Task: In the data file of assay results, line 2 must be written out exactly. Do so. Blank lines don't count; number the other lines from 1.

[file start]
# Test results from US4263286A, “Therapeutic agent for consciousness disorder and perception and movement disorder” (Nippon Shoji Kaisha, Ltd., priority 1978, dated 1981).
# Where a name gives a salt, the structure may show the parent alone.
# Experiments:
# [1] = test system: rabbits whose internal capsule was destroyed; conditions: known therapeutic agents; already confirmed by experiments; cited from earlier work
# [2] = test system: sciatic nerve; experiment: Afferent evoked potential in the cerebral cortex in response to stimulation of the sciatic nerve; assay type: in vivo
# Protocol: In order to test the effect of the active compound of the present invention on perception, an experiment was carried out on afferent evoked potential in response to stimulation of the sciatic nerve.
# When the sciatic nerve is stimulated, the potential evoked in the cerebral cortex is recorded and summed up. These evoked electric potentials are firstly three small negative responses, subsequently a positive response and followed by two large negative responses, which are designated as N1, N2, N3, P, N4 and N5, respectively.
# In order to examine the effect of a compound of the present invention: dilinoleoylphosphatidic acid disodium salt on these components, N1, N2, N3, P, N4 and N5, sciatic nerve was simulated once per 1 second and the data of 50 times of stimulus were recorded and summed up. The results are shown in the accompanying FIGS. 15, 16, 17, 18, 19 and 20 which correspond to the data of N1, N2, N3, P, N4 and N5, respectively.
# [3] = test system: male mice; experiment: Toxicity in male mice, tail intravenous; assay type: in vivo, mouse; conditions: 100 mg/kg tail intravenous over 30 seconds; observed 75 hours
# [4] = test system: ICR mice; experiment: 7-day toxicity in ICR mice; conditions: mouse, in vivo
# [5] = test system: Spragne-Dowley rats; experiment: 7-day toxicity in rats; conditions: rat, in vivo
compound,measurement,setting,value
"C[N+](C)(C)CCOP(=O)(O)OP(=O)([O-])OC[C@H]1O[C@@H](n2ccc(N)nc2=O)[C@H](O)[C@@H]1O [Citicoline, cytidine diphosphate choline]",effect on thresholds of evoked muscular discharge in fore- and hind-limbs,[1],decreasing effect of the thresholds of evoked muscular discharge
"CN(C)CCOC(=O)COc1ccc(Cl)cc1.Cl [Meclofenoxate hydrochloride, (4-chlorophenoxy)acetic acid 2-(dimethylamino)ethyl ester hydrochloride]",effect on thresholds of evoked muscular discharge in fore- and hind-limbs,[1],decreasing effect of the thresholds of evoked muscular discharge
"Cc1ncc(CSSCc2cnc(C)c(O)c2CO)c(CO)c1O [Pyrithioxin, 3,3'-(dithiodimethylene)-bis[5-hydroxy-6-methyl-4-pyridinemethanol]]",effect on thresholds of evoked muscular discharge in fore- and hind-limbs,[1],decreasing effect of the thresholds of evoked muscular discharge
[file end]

# Where a name gives a salt, the structure may show the parent alone.